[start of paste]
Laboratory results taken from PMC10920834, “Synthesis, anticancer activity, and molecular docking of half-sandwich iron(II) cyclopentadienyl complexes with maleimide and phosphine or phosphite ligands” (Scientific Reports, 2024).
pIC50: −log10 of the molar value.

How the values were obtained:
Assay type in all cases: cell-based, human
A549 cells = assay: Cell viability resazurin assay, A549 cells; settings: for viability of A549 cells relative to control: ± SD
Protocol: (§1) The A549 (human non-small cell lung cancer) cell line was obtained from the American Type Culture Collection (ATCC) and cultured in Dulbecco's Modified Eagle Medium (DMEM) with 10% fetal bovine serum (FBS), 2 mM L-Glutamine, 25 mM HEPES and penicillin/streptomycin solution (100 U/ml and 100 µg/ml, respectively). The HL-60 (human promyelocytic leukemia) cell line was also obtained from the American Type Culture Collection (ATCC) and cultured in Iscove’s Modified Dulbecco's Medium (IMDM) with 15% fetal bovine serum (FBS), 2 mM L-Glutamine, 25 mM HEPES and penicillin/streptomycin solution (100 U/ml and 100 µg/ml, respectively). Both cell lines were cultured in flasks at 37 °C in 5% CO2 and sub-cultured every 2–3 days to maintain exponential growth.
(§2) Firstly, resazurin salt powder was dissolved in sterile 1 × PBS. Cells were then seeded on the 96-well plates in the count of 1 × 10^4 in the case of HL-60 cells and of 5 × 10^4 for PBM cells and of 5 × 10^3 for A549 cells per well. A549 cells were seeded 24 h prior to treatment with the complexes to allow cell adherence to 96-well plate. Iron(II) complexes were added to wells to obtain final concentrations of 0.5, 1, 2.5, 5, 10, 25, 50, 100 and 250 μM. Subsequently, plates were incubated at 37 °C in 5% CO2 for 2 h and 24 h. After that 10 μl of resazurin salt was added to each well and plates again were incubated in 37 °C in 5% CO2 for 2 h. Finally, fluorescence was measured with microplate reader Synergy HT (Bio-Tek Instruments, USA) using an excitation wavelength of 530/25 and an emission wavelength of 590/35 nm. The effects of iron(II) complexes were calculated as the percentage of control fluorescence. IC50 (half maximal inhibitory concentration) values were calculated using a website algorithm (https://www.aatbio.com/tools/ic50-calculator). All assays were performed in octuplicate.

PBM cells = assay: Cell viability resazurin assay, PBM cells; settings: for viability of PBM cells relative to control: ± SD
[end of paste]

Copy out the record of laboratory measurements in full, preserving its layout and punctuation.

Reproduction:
Laboratory results taken from PMC10920834, “Synthesis, anticancer activity, and molecular docking of half-sandwich iron(II) cyclopentadienyl complexes with maleimide and phosphine or phosphite ligands” (Scientific Reports, 2024).
pIC50: −log10 of the molar value.

How the values were obtained:
Assay type in all cases: cell-based, human
A549 cells = assay: Cell viability resazurin assay, A549 cells; settings: for viability of A549 cells relative to control: ± SD
Protocol: (§1) The A549 (human non-small cell lung cancer) cell line was obtained from the American Type Culture Collection (ATCC) and cultured in Dulbecco's Modified Eagle Medium (DMEM) with 10% fetal bovine serum (FBS), 2 mM L-Glutamine, 25 mM HEPES and penicillin/streptomycin solution (100 U/ml and 100 µg/ml, respectively). The HL-60 (human promyelocytic leukemia) cell line was also obtained from the American Type Culture Collection (ATCC) and cultured in Iscove’s Modified Dulbecco's Medium (IMDM) with 15% fetal bovine serum (FBS), 2 mM L-Glutamine, 25 mM HEPES and penicillin/streptomycin solution (100 U/ml and 100 µg/ml, respectively). Both cell lines were cultured in flasks at 37 °C in 5% CO2 and sub-cultured every 2–3 days to maintain exponential growth.
(§2) Firstly, resazurin salt powder was dissolved in sterile 1 × PBS. Cells were then seeded on the 96-well plates in the count of 1 × 10^4 in the case of HL-60 cells and of 5 × 10^4 for PBM cells and of 5 × 10^3 for A549 cells per well. A549 cells were seeded 24 h prior to treatment with the complexes to allow cell adherence to 96-well plate. Iron(II) complexes were added to wells to obtain final concentrations of 0.5, 1, 2.5, 5, 10, 25, 50, 100 and 250 μM. Subsequently, plates were incubated at 37 °C in 5% CO2 for 2 h and 24 h. After that 10 μl of resazurin salt was added to each well and plates again were incubated in 37 °C in 5% CO2 for 2 h. Finally, fluorescence was measured with microplate reader Synergy HT (Bio-Tek Instruments, USA) using an excitation wavelength of 530/25 and an emission wavelength of 590/35 nm. The effects of iron(II) complexes were calculated as the percentage of control fluorescence. IC50 (half maximal inhibitory concentration) values were calculated using a website algorithm (https://www.aatbio.com/tools/ic50-calculator). All assays were performed in octuplicate.

PBM cells = assay: Cell viability resazurin assay, PBM cells; settings: for viability of PBM cells relative to control: ± SD